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If you want to be a really good Android programmer, not only do you need to know how to create a UI, but also how the UI is created. To be really confident in what you are doing, you need to understand some of the inner workings of the Android graphics system. This is also essential if you want to modify the UI in code and work with menus.
Updated for Android Studio 1
Android Adventures With Android Studio
- Getting Started With Android Studio
- The Activity And The UI
- Building The UI and a Calculator App
- Basic Controls And Events
- Layout Containers
- UI Graphics A Deep Dive
- Menus & The Action Bar
- Menus, Context & Popup
- Graphics - Coming Soon
- Lifecycle and State
- ListView And Adapters
- Introducing Fragments
- Fragments and XML
- Fragment And Activity Working Together
- Managing Fragments
- Custom dialogs using DialogFragment
- Dialog Classes In DialogFragment
- A NumberPicker DialogFragment Project
If you are interested in creating custom template also see:
Custom Projects In Android Studio
A UI Library
There are lots of different UI construction kits for Java and other languages - AWT, Swing, Qt, MFC, WPF and on - and you might think that mastering them all would be a difficult if not impossible task. In fact it is a lot easier than you might think because most UI libraries use the same general approach and the Android UI library which doesn't seem to have a given name is no different.
Let's take a careful look at how it works.
An Activity has a window associated with it and this is usually the entire graphics screen of the device it is running on. In other words, an Activity can allow other Java classes to draw on the device's screen. However, rather than simply providing direct access to the graphics hardware there is an extensive set of classes that make building a UI and performing graphics operations easier.
Before we look at general graphics we need to first find out how the UI is constructed.
The basis of all UI components and general 2D graphics is the View class.
This is a general purpose class that has lots and lots of methods and properties that determine how it will display the widget or other graphics entity it represents. It also takes part in the event handling system which means Views can respond to events.
There are View classes that implement all of the standard widgets that you make use of in the Android Studio designer, i.e. button, textview and so on.
Every View object has an onDraw method that can draw the graphic representation of what it represents onto a Canvas object which is essentially a bitmap with drawing methods.
What happens is that the Activity calls the View's onDraw method when it needs to update the UI and passes it a Canvas object that it then renders to the screen - you don't have to worry about how the Canvas is rendered to the screen at this level. You can think of this as "every View object knows how to draw itself".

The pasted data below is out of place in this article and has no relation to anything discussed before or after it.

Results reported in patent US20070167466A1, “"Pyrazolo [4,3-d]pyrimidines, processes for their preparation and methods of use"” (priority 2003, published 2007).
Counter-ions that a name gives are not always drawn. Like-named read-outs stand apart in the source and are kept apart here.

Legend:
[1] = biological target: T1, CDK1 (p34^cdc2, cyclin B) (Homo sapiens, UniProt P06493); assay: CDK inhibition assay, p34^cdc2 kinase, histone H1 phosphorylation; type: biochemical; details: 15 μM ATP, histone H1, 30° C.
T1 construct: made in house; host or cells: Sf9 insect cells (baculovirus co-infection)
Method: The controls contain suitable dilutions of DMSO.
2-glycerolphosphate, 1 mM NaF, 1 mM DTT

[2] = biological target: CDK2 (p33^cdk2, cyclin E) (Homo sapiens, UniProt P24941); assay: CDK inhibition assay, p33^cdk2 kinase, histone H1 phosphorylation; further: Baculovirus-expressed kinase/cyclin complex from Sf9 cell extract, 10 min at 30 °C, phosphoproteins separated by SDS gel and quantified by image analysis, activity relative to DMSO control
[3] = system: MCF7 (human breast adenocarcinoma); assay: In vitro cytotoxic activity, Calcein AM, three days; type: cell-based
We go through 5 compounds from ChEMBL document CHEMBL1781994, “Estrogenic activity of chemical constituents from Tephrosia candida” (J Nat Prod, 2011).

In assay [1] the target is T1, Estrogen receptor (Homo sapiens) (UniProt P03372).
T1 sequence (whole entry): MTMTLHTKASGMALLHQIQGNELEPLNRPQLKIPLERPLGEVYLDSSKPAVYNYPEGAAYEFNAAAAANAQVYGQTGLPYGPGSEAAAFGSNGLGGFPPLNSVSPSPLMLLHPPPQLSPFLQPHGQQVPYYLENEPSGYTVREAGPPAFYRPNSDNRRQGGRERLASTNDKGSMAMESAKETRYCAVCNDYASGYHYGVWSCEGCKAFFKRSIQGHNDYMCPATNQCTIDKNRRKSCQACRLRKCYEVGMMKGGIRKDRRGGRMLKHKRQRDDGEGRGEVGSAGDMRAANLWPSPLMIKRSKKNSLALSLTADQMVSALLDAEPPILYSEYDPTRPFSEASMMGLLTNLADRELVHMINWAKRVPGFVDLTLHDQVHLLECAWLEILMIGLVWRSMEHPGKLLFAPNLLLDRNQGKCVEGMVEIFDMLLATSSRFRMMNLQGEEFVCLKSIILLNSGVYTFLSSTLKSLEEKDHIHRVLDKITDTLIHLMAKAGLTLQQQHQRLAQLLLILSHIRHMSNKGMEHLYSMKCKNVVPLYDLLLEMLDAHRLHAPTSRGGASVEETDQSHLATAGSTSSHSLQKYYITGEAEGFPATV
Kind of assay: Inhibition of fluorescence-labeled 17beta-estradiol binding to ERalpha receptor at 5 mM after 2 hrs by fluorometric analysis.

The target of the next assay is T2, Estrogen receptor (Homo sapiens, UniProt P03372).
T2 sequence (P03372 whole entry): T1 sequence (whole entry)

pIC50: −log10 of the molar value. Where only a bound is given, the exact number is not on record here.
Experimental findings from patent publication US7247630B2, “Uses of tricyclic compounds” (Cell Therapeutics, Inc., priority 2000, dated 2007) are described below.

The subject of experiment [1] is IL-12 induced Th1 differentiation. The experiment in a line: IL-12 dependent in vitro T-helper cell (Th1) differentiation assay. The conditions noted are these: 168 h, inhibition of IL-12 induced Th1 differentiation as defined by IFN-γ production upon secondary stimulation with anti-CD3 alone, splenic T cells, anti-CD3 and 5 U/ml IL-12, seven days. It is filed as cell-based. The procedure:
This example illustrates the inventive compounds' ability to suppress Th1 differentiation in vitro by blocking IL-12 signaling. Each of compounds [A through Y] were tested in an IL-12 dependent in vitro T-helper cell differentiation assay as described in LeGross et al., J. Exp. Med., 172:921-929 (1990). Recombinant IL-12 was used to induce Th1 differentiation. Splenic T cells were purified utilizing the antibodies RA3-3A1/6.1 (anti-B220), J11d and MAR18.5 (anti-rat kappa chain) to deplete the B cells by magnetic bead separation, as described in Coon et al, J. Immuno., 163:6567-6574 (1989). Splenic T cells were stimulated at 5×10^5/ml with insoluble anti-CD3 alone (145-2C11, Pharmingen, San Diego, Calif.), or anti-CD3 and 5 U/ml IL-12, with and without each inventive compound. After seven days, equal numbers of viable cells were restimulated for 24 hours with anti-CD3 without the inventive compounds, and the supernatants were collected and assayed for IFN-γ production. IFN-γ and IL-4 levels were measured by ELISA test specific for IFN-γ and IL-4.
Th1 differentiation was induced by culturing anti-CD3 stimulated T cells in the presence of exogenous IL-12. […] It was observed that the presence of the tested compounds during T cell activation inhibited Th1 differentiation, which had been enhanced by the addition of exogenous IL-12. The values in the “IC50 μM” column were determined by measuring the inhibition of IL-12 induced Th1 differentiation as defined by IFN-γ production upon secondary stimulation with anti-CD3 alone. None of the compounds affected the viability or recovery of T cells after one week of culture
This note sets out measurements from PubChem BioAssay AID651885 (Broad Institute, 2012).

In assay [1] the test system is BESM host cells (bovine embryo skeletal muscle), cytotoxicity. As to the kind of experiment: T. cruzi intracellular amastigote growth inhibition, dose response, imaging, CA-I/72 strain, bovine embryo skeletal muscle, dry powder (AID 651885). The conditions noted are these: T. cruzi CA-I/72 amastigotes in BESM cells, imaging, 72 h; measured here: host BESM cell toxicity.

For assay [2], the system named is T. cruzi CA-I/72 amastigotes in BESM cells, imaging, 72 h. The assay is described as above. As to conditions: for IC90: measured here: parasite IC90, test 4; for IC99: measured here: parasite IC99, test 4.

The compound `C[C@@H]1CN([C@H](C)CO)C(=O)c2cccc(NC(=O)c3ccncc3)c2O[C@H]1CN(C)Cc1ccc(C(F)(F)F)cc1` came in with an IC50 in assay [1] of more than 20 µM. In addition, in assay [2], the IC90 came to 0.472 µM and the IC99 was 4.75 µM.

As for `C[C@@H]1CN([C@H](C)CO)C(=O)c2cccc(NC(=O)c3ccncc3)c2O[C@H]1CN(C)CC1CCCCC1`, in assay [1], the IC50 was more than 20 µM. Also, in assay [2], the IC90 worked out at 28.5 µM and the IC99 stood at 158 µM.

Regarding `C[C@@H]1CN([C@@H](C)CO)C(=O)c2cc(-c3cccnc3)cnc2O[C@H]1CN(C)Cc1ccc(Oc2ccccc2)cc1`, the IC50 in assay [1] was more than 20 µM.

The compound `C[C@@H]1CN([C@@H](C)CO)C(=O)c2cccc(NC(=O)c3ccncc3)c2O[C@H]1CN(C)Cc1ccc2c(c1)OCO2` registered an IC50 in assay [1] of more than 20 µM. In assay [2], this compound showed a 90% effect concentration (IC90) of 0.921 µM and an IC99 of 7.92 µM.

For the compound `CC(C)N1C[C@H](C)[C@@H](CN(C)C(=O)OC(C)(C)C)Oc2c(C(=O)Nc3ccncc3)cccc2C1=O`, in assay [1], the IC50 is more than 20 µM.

- An Activity can be associated with a View object.
- When the Activity needs to draw its UI it calls the View objects's onDraw method e.g. view.onDraw(Canvas).
- The View object then draws on the Canvas whatever it needs to, whether a button, text or something else.
- The Activity then displays the Canvas object on the screen.
- An Activity can only be associated with a single View object, which determines what is drawn on the screen. This might seem a bit limited but, as you will see, it is far from limited.
How do you set a View object to show in the Activities window?
The answer is that you use the Activities setContentView method - which is what we have been doing all along.
To see this in action, start a new Simple Blank Activity project and add the following code to the end of onCreate :
Button b = new Button(this);
Don't forget to use Alt+Enter to add the import statements needed to allow you to use the Button class.
The first instruction creates a Button object, which is a subclass of View, and the second sets this as the Activities View.
If you run this program what you will see is a grey area that fills the entire screen.
Yes, this is the button!
You can even click it although, with no event handler, nothing happens.
To make the button a tiny bit more interesting we can customize it by setting properties.
Button b = new Button(this);
If you run this you will see a button that fills the screen with the caption "Hello Button".
Don't bother setting any layout properties in code because at the moment there is no layout in force so they will be ignored.
How to get a layout in action is our next topic.